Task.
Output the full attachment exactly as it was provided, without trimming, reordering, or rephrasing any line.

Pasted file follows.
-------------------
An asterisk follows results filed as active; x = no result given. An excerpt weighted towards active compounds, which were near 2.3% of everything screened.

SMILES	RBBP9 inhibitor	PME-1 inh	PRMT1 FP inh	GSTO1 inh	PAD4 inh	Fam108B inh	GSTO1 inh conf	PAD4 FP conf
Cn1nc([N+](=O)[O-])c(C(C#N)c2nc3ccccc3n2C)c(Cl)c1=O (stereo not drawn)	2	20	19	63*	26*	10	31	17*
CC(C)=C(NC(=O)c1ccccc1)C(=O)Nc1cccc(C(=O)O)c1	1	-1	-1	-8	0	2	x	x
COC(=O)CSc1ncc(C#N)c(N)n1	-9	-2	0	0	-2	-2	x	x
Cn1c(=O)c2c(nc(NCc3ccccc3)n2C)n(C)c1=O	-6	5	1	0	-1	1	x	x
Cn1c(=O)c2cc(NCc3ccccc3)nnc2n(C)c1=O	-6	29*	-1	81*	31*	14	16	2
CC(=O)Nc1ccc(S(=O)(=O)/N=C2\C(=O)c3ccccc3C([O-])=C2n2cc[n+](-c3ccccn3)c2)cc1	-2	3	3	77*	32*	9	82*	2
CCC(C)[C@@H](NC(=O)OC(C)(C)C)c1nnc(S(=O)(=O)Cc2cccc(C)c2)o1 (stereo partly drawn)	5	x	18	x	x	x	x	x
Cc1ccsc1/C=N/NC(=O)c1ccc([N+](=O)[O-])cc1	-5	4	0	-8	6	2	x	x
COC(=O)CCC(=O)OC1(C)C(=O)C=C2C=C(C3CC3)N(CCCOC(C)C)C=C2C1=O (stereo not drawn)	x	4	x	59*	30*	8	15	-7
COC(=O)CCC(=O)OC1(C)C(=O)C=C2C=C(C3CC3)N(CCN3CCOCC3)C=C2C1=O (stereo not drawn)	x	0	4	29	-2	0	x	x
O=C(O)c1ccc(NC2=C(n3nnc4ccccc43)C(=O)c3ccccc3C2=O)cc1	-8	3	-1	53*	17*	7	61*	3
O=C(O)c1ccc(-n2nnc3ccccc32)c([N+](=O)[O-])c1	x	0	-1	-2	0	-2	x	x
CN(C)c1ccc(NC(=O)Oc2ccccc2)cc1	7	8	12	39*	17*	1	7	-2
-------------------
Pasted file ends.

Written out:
An asterisk follows results filed as active; x = no result given. An excerpt weighted towards active compounds, which were near 2.3% of everything screened.

SMILES	RBBP9 inhibitor	PME-1 inh	PRMT1 FP inh	GSTO1 inh	PAD4 inh	Fam108B inh	GSTO1 inh conf	PAD4 FP conf
Cn1nc([N+](=O)[O-])c(C(C#N)c2nc3ccccc3n2C)c(Cl)c1=O (stereo not drawn)	2	20	19	63*	26*	10	31	17*
CC(C)=C(NC(=O)c1ccccc1)C(=O)Nc1cccc(C(=O)O)c1	1	-1	-1	-8	0	2	x	x
COC(=O)CSc1ncc(C#N)c(N)n1	-9	-2	0	0	-2	-2	x	x
Cn1c(=O)c2c(nc(NCc3ccccc3)n2C)n(C)c1=O	-6	5	1	0	-1	1	x	x
Cn1c(=O)c2cc(NCc3ccccc3)nnc2n(C)c1=O	-6	29*	-1	81*	31*	14	16	2
CC(=O)Nc1ccc(S(=O)(=O)/N=C2\C(=O)c3ccccc3C([O-])=C2n2cc[n+](-c3ccccn3)c2)cc1	-2	3	3	77*	32*	9	82*	2
CCC(C)[C@@H](NC(=O)OC(C)(C)C)c1nnc(S(=O)(=O)Cc2cccc(C)c2)o1 (stereo partly drawn)	5	x	18	x	x	x	x	x
Cc1ccsc1/C=N/NC(=O)c1ccc([N+](=O)[O-])cc1	-5	4	0	-8	6	2	x	x
COC(=O)CCC(=O)OC1(C)C(=O)C=C2C=C(C3CC3)N(CCCOC(C)C)C=C2C1=O (stereo not drawn)	x	4	x	59*	30*	8	15	-7
COC(=O)CCC(=O)OC1(C)C(=O)C=C2C=C(C3CC3)N(CCN3CCOCC3)C=C2C1=O (stereo not drawn)	x	0	4	29	-2	0	x	x
O=C(O)c1ccc(NC2=C(n3nnc4ccccc43)C(=O)c3ccccc3C2=O)cc1	-8	3	-1	53*	17*	7	61*	3
O=C(O)c1ccc(-n2nnc3ccccc32)c([N+](=O)[O-])c1	x	0	-1	-2	0	-2	x	x
CN(C)c1ccc(NC(=O)Oc2ccccc2)cc1	7	8	12	39*	17*	1	7	-2